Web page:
Rockwool between colombage vertical beams?

When we renovated our house one wall in the lounge was exposed which had mud and wattle between the vertical beams. The mud was removed as it was in a poor state and we then had the open beams which we thought were a lovely idea. :roll_eyes: Big mistake - draughty and cold! We’ve a temporary solution - thin roof insulation tacked on the back - the silver stuff - and kraft paper on the lounge side which for a while sort of looked ok. It doesn’t now.
I’m wondering whether we could shove rockwool between the beams? But that raises a number of questions:

  • I don’t like fibreglass insulation because of the loose fibres when I cut it, but I’m not sure rockwool would be any safer?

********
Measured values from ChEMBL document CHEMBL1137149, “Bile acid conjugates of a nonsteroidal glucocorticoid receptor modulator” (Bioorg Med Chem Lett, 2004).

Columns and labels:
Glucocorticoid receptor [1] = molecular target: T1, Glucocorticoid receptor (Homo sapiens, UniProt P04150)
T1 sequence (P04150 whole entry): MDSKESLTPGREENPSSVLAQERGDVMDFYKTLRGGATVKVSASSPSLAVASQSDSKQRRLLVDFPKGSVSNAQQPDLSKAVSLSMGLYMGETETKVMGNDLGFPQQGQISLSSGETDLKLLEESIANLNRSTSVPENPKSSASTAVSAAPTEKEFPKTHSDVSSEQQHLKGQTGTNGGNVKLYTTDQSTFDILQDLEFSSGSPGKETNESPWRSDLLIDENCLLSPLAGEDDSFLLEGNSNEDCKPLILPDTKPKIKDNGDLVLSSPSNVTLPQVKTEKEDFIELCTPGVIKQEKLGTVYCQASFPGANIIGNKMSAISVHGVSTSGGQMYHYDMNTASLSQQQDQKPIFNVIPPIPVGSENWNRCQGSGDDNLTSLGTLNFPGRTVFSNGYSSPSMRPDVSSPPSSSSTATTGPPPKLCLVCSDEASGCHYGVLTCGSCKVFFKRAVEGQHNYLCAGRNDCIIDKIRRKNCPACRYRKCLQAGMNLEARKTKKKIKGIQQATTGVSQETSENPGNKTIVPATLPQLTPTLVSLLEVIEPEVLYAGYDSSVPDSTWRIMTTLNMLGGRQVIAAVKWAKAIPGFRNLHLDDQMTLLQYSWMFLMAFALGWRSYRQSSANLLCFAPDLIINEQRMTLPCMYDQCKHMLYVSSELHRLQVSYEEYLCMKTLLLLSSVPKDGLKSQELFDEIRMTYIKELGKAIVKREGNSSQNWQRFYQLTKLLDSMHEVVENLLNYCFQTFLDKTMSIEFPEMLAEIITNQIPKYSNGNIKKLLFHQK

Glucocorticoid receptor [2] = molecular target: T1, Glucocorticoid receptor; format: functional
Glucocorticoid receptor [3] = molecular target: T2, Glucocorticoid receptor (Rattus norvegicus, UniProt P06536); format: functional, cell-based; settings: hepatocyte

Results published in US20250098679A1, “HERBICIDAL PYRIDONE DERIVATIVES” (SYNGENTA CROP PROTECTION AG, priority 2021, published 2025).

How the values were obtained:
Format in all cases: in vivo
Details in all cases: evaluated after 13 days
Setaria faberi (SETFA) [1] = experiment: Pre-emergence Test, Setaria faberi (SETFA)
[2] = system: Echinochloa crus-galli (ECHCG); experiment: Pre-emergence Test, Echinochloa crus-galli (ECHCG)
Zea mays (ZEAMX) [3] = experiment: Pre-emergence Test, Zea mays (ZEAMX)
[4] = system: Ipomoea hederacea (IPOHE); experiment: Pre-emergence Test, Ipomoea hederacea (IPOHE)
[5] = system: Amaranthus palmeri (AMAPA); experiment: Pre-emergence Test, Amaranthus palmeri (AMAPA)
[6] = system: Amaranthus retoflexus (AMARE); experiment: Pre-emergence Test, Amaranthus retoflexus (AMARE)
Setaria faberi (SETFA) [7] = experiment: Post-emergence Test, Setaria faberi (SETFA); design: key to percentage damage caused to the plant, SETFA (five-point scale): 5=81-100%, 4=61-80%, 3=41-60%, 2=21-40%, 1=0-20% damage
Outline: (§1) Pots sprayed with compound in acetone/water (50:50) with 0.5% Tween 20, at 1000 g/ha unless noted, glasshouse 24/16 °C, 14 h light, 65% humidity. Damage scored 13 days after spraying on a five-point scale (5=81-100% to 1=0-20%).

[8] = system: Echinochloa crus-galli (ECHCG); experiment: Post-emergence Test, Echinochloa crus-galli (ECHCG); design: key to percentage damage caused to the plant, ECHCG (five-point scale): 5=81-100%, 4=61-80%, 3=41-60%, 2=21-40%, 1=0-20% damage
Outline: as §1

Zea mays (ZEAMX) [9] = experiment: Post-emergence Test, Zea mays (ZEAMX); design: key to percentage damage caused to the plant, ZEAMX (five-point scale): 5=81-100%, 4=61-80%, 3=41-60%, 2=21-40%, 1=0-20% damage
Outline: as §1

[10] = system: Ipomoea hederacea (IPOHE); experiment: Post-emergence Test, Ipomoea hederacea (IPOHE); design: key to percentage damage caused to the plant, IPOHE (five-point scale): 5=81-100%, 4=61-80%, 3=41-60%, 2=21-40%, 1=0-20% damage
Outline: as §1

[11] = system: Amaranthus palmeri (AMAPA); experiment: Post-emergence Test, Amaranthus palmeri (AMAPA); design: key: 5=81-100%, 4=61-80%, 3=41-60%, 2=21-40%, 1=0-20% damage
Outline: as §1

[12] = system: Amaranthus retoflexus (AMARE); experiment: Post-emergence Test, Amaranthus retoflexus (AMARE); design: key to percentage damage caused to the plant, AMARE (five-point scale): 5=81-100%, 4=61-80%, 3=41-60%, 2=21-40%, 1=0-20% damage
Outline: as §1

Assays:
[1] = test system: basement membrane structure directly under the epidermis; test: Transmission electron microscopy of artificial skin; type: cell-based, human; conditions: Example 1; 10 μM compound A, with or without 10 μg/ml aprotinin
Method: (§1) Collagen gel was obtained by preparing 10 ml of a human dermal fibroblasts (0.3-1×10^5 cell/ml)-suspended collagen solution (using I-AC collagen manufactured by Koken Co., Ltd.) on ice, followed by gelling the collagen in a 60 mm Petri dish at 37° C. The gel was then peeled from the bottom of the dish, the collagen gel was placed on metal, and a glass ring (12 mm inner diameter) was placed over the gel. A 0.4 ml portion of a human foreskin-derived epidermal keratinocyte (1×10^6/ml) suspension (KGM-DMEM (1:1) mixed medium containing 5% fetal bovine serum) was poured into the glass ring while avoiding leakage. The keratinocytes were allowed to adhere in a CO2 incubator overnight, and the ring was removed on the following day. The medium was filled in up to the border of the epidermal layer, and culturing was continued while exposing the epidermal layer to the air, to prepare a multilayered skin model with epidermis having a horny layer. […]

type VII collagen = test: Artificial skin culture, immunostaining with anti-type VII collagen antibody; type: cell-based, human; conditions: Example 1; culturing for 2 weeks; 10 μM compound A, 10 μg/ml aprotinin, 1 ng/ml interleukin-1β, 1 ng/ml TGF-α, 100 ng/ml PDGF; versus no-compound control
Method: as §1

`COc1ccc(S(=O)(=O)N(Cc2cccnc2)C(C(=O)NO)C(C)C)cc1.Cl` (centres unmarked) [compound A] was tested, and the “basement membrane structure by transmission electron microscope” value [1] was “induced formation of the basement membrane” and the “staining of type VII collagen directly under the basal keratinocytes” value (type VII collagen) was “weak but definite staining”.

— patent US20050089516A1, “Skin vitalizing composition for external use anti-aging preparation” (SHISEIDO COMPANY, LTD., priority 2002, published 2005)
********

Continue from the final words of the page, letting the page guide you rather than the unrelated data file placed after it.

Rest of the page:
• would it be possible to use lime render directly onto the rockwool once it’s in place?
  • I’ve seen 100mm thick rockwool advertised on the internet. Is there any thinner? 70/75 mm would be better - most of the beams are about that thickness.
    As always, grateful for any advice / suggestions. Thanks.

You could cut some 50mm thick rigid insulation or insulated plasterboard to go between the beams (whats on the other side?), wedged in or fixed with angled screws, coat with pva and then lime render. Rockwool will not be rigid enough to render, likely it would just make a horrible mess

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We have 100 mm rockwool insulation in our internal walls in a space just short of that depth. It compressed well when we then fixed plaque over it.

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I have no idea whether this would work, but I watched someone build a straw bale house and if my memory has not failed, they cut and stuffed straw bales (the rectangular ones) between joists and then hurled lime mortar at it.